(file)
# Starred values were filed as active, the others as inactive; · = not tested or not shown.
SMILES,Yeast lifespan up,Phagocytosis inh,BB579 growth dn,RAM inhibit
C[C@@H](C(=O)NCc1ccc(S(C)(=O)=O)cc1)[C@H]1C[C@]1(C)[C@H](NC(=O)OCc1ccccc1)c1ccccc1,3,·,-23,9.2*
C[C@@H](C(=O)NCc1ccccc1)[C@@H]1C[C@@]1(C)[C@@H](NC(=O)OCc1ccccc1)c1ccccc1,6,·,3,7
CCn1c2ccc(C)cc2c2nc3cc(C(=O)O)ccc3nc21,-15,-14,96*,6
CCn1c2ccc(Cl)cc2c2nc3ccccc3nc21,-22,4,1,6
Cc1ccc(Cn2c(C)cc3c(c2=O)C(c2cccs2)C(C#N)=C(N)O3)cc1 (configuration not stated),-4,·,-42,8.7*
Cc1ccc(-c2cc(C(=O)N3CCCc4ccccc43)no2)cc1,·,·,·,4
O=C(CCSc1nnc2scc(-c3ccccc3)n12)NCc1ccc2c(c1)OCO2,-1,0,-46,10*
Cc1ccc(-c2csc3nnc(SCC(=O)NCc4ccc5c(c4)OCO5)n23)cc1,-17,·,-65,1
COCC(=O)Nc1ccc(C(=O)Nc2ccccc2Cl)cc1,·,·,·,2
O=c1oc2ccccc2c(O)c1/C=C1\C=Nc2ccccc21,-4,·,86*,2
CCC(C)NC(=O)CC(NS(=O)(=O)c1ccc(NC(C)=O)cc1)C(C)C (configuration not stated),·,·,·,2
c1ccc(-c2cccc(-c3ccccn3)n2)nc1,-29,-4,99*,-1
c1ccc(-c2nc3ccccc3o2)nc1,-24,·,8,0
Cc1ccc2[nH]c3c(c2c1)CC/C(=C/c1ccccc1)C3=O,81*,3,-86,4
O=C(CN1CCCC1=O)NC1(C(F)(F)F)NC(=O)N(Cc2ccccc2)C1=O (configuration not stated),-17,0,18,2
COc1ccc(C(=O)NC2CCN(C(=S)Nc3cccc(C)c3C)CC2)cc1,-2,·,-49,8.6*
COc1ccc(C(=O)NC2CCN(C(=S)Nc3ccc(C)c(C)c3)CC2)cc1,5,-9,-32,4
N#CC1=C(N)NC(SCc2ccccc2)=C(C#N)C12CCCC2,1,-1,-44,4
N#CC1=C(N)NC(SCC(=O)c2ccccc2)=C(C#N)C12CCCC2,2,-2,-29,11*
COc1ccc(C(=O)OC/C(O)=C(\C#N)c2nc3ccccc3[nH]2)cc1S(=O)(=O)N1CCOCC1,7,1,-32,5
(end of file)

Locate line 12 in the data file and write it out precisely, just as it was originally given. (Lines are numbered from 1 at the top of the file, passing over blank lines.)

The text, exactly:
O=c1oc2ccccc2c(O)c1/C=C1\C=Nc2ccccc21,-4,·,86*,2